The Royal Academy of Engineering has published a report aiming to assess the possible impact of widespread power outages on the UK economy, saying losses could run into billions of pounds.
While no major blackout has struck the UK for the past 40 years, the report argues, the effects of such a scenario on today’s technology- and electricity-dependent society would be enormous.
The report, 'Counting the cost: the economic and social costs of electricity shortfalls in the UK', was prepared for the Prime Minister’s Council for Science and Technology by a group of the Academy’s leading experts.
"A nationwide blackout lasting for longer than 48 hours could have a severe impact on society,” said John Roberts CBE FREng, a member of the report working group.
“While this scenario is highly unlikely, we saw only last winter the impact of severe weather on the south of the country, with power cuts over Christmas.”
In the report, Roberts said, the working group tried to assess existing methods of economic risk quantification and related social impact evaluation.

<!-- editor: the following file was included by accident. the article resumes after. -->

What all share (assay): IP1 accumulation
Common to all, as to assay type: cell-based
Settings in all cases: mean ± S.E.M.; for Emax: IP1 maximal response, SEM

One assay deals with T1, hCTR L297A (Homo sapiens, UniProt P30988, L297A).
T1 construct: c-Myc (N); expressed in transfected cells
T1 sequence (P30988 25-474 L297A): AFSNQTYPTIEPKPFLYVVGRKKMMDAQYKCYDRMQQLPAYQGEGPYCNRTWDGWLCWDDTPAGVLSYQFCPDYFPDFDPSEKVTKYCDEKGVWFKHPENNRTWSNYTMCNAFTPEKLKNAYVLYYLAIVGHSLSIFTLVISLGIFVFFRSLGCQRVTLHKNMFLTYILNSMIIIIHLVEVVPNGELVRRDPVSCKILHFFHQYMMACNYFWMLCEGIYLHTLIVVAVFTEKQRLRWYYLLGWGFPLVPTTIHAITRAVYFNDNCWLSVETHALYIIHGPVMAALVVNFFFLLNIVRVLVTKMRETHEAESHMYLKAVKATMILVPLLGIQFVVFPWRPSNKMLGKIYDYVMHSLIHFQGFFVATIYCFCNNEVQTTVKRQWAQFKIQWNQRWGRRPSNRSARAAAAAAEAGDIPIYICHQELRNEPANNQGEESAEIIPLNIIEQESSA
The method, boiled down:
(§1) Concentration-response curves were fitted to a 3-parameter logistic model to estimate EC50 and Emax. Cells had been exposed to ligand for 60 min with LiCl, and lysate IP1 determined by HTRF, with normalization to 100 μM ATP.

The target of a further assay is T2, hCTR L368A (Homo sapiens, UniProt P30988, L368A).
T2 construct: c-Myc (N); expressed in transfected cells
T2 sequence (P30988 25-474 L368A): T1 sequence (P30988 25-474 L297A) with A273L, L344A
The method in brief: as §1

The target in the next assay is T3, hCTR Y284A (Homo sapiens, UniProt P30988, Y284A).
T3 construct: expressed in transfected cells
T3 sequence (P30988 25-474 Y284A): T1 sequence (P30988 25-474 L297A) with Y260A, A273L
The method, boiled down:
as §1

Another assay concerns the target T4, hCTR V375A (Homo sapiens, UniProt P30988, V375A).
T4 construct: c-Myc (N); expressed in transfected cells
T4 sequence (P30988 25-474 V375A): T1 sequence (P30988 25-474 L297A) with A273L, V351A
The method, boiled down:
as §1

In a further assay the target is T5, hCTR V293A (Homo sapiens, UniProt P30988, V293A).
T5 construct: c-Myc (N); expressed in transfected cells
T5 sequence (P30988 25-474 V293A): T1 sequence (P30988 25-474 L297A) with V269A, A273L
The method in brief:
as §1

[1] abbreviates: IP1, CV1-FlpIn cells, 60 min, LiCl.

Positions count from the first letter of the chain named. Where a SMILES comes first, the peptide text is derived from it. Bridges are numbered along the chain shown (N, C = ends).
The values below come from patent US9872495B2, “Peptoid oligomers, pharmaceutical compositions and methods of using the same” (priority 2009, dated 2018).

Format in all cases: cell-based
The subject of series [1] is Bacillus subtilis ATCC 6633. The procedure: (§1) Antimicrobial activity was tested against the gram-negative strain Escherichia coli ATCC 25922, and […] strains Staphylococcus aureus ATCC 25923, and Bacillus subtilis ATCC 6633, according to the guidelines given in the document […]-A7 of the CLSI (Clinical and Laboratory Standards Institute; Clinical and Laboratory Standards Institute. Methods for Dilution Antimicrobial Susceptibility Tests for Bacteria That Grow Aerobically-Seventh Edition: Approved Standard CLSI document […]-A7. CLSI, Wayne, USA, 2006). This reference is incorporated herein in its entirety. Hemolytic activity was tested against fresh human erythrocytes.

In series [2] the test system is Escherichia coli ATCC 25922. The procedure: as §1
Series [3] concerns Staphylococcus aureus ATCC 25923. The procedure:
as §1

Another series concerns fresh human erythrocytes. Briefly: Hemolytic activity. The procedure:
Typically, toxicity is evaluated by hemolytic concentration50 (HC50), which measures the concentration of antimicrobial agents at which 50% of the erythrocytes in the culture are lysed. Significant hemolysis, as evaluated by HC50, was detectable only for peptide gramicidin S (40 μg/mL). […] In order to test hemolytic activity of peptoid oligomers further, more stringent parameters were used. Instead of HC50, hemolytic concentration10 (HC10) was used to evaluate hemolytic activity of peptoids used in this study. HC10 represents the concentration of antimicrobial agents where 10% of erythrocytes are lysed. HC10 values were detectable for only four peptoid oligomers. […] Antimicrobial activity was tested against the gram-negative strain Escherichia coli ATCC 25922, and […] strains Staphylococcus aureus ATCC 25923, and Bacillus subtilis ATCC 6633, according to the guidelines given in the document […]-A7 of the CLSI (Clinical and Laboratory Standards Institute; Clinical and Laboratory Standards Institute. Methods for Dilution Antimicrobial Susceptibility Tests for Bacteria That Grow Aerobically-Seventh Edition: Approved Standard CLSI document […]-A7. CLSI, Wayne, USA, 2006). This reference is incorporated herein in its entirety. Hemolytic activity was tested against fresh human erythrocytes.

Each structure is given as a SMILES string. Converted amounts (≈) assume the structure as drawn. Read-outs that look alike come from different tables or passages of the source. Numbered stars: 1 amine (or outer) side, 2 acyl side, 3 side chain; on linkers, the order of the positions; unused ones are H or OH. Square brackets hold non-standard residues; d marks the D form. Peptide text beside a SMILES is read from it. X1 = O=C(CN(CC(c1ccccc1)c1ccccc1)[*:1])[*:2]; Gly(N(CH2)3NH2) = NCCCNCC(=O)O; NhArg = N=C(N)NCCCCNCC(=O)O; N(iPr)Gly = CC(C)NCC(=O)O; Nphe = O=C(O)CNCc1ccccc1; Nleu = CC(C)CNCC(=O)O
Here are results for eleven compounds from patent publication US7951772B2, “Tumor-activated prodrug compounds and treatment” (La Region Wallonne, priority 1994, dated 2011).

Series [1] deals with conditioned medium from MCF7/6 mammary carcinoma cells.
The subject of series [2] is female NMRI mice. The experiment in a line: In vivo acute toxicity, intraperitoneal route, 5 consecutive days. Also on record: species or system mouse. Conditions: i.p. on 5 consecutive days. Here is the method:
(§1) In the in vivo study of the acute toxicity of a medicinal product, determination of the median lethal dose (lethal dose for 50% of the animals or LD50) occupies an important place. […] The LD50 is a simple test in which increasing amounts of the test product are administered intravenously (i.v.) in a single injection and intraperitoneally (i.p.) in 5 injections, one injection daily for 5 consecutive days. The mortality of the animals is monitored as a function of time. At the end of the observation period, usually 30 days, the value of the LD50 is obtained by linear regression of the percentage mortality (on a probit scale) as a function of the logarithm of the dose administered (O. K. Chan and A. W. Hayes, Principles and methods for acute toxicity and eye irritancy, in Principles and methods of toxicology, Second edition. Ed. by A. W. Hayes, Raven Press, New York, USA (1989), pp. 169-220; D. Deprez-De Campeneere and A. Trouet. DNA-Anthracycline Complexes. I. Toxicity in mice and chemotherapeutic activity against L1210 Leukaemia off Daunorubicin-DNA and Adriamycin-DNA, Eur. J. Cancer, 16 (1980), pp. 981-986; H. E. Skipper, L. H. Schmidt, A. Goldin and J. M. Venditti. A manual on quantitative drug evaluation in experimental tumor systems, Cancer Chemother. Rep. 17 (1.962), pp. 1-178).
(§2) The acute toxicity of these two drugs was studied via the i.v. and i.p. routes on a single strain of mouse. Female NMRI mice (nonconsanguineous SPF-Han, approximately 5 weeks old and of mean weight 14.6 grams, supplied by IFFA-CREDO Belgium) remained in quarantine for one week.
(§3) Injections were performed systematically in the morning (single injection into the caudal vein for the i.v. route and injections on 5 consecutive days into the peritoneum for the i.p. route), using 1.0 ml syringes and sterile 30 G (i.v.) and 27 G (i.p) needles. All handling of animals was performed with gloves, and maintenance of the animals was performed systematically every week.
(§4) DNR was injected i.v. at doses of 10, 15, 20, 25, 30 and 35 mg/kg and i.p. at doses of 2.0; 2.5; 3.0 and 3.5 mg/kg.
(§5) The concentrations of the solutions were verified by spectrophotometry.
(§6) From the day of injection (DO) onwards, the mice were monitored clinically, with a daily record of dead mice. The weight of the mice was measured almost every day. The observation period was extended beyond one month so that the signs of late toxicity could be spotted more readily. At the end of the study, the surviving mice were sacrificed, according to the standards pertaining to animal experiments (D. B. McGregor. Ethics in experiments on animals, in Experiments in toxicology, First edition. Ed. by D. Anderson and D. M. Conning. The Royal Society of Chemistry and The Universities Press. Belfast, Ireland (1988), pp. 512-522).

Looking into conventional methods for examining costs of electricity shortfalls, such as the Value of Lost Load calculation, the research group concluded that results of such analyses are rather unreliable as they depend on the nature of the power outage, its location, time and the sector it affects.
The insecurities are further exacerbated by the fast pace of change in the society and the limited knowledge about the knock-on consequences that could occur across different sectors of the economy and society.
In the future, the academy said, the society’s reliance on electrical systems could be expected to increase even further as more users move towards electric vehicles or start using electricity-powered heating systems. Such shifts would further exacerbate any existing vulnerabilities.
The report looked into several recent real-life cases of major blackouts, including the 2001 capacity crisis in California, which brought about economic losses worth $40bn over a one-year period.
The report proposed several simple measures that could be implemented to reduce the cost of such events, including making better use of modern communication channels and improved planning of outages to avoid peak load times for various sectors.
“Current estimates show that we need to spend upwards of £200bn over the next decade to update and decarbonise our electricity supply infrastructure,” Roberts said. “We have not invested on that scale since the 1960s and we do not have a good yardstick to compare the potential cost of infrastructure investment with the cost to society of major power outages.”